|Description||The WI-38 cell line was the first human diploid cell line to be used to make vaccines for humans. It may have had a more significant impact on science and medicine than the well-known HeLa cell line. The cells were derived from normal embryonic lung tissue of a 3-month-old fetus, obtained from an elective abortion in Sweden in 1963. The WI-38 cells have been and still are used to produce a variety of vaccines for various virus-based diseases such as poliomyelitis, measles, mumps, rubella, varicella, herpes zoster, adenovirus, rabies, and Hepatitis A. Sanofi-Pasteur's Imovax rabies vaccine and Merck's chicken pox and shingles vaccines are grown in MRC-5 cells. Merck's rubella vaccine, Hepatitis A vaccines from both Merck and GlaxoSmithKline, the polio part of Sanofi Pasteur's Quadracel vaccine, and the U.S. military's adenovirus vaccine are all grown in WI-38 cells. WI-38 cells have a finite lifespan of roughly 50 population doublings, with a doubling time of 24 hours. They are susceptible to various viruses, including vesicular stomatitis, Glasgow (Indiana), herpes simplex virus, pseudorabies virus, and human poliovirus 1. The initials "WI" represent the Wistar Institute of Anatomy and Biology in Philadelphia, Pennsylvania, where the early work on the cell line was done.|
|Synonyms||Wi-38, WI38, Wistar Institute-38, AG06814E, AG06814G, AG06814H, AG06814-J, AG06814J, AG06814-M, AG06814-N|
|Age||3 months gestation|
Identifiers / Biosafety / Citation
|Citation||WI 38 (CLS catalog number 300428)|
Expression / Mutation / Susceptibility
|Medium supplements||10% FBS, 2.0 mM L-glutamin, 1.0 g/L L-glucose, 2.2 g/L NaHCO3|
|Freeze medium||CM-1 (CLS catalog number 800100) or CM-ACF (CLS catalog number 806100)|
|Handling of cryopreserved cultures||The cells come deep-frozen shipped on dry ice. Please make sure that the vial is still frozen. If immediate culturing is not intended, the cryovial must be stored below -150 degree Celsius after arrival. If immediate culturing is intended, please follow the below instructions: Quickly thaw by rapid agitation in a 37 degree Celsius water bath within 40-60 seconds. The water bath should have clean water containing an antimicrobial agent. As soon as the sample has thawed, remove the cryovial from the water bath. A small ice clump should still remain and the vial should still be cold. From now on, all operations should be carried out under aseptic conditions. Transfer the cryovial to a sterile flow cabinet and wipe with 70% alcohol. Carefully open the vial and transfer the cell suspension into a 15 ml centrifuge tube containing 8 ml of culture medium (room temperature). Resuspend the cells carefully. Centrifuge at 300 x g for 3 min and discard the supernatant. The centrifugation step may be omitted, but in this case the remains of the freeze medium have to be removed 24 hours later. Resuspend the cells carefully in 10 ml fresh cell culture medium and transfer them into two T25 cell culture flasks. All further steps are described in the subculture section.|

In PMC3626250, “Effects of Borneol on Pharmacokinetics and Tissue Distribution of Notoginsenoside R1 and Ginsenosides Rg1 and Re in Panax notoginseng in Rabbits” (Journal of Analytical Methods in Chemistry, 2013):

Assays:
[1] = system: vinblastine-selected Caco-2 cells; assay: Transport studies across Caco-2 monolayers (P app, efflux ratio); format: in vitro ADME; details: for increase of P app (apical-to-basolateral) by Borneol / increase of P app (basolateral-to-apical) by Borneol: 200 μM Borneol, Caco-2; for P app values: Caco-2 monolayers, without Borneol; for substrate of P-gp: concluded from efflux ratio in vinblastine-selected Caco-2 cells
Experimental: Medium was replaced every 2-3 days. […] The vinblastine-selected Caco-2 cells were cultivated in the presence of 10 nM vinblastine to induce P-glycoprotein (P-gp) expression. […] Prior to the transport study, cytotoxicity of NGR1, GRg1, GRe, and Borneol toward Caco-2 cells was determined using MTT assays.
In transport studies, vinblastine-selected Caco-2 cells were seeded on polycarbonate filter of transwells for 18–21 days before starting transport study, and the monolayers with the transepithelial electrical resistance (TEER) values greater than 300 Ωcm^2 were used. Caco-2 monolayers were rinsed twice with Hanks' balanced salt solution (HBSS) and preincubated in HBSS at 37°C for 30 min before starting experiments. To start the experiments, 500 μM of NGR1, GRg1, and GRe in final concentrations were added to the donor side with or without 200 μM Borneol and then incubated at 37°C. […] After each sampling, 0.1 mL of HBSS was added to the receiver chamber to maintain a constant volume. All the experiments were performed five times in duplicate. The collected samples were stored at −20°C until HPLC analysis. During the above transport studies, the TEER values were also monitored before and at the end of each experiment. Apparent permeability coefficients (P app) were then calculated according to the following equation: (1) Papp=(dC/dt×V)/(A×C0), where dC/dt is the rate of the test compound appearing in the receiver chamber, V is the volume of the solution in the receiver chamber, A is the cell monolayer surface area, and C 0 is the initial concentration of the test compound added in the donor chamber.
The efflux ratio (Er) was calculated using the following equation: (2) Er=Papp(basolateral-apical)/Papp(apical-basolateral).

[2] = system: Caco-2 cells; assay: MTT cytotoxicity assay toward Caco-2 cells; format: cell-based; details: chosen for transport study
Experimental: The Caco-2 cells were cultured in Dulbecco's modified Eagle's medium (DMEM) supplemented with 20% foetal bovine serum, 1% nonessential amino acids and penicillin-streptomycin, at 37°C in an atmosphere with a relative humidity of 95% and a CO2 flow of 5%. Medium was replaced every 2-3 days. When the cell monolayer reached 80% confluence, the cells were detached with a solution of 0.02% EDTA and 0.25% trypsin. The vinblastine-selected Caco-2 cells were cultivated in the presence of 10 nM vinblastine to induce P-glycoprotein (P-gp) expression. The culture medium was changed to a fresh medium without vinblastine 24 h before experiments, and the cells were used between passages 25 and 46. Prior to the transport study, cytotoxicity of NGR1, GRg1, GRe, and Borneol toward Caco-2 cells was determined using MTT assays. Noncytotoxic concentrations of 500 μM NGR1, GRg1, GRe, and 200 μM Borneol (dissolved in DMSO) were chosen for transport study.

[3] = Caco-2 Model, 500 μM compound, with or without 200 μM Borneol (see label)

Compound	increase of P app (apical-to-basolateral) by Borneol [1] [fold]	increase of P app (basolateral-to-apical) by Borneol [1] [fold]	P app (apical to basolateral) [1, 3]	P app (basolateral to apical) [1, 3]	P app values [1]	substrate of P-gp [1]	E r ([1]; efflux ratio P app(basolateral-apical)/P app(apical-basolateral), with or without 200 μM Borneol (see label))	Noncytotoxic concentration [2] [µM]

|Handling of proliferating cultures||One or two cell culture flasks come filled with cell culture medium. Collect the entire medium in 1 or 2 x 50 ml centrifuge tubes, respectively. Carefully add 5 ml of cell culture medium to each T25 cell culture flask. Control the cell morphology and confluency under the microscope. Incubate at 37 degree Celsius for a minimum of 24 hours. Spin down the collected medium at 300 x g for 3 minutes to collect the cells which may have detached during transit. If a cell pellet is visible, resuspend the cells in 5 ml of cell culture medium and transfer to a T25 cell culture flask. Incubate at 37 degree Celsius for a minimum of 24 hours.|
Quality control / Genetic profile / HLA
|Sterility||Mycoplasma contamination was excluded through PCR-based and luminescence-based mycoplasma assays. Bacterial or fungal contaminations are detected through daily visual cell monitoring.|
To identify mycoplasma contaminations we perform PCR-based and luminescence-based mycoplasma assays. We further determine any bacterial or fungal contamination through our standardized manufacturing processes.
Besides genomic DNA, RNA, cell pellets, and cell lysates in bulk, we can offer large quantities of assay-ready cells, plated cells in multiple formats, and frozen or growing cells. Contact us to receive a quote.
Each manufactured batch of cell lines* is authenticated via STR analysis. Contact us if you require a publication-ready STR report for your cells (*human, hamster, mouse, rat, and dog cells).
HLA characterization is available from more than 200 cell lines. HLA class I -A, B, C, and Class II HLA-DPA1, -DPB1, -DQA1, DQB1, and DRB1 alleles were obtained by next-generation sequencing methodologies (NGS) for class I and class II alleles.